Lack of office space a ‘threat’ to Scottish economy

JLL - Jon Neale - Karen Williamson - Mike Buchan - Cameron Stott
JLL’s Jon Neale, Karen Williamson, Mike Buchan and Cameron Stott

A lack of available office space in Edinburgh poses a threat to continued growth in Scotland’s economy, attendees at JLL’s latest property seminar heard.

JLL predicted record office occupier take up in Edinburgh for 2015 and a fall in vacancy rates, placing more strain on supply across Scotland’s capital.

In Edinburgh, office occupier take up for the year to date now sits at 605,000 sq ft and is set to significantly exceed the five year average of 650,000 sq ft. Vacancy rates in the capital have decreased from an 8% high in 2009 to 5.1%.

In Glasgow, headline office rentals have increased to over £30 per sq ft in 2015. Notably, three major office developments in Glasgow completed in 2015 – the first new build completions in over five years. The buildings, 1 West Regent Street, 110 St Vincent Street and St Vincent Plaza have already experienced strong letting activity.

As well as providing local market predictions for Edinburgh and Glasgow, Jon Neale, Head of UK Research at JLL, provided an overview on Scotland’s broader economic and property market trends. Neale predicted a strong outlook for Scotland’s economy, with GVA growth of 2% for 2016 compared to 1.7% in 2015, driven by a number of factors including continued low interest rates and strong retail sales.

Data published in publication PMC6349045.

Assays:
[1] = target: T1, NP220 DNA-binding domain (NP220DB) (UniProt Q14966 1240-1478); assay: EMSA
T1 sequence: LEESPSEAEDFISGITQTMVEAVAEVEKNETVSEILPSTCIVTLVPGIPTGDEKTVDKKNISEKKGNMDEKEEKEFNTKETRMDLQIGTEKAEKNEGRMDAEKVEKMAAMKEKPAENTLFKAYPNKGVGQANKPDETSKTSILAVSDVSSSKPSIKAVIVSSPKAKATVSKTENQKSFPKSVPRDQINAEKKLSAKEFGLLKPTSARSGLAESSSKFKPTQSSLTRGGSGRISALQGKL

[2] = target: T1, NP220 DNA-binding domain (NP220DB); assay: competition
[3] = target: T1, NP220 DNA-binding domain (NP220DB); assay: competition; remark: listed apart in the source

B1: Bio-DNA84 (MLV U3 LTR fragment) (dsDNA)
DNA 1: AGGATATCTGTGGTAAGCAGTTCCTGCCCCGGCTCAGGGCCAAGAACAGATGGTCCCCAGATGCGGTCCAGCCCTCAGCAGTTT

Cameron Stott, director at JLL said, “We’ve witnessed sustained levels of occupier demand throughout 2015, and with another anticipated drop in the availability of Grade A office supply in Edinburgh, demand looks set to outstrip supply. The development pipeline is becoming increasingly restricted, with new developments being pre-let well in advance of occupation. Coupled with increasing trends to convert cat B properties into hotels and residential developments, we’ve seen a significant drop in the levels of quality office space available in Edinburgh.  JLL research suggests there is strong occupier demand for accommodation in the next two to four years which will be in line with the next wave of development, not expected to reach practical completion until late 2017.”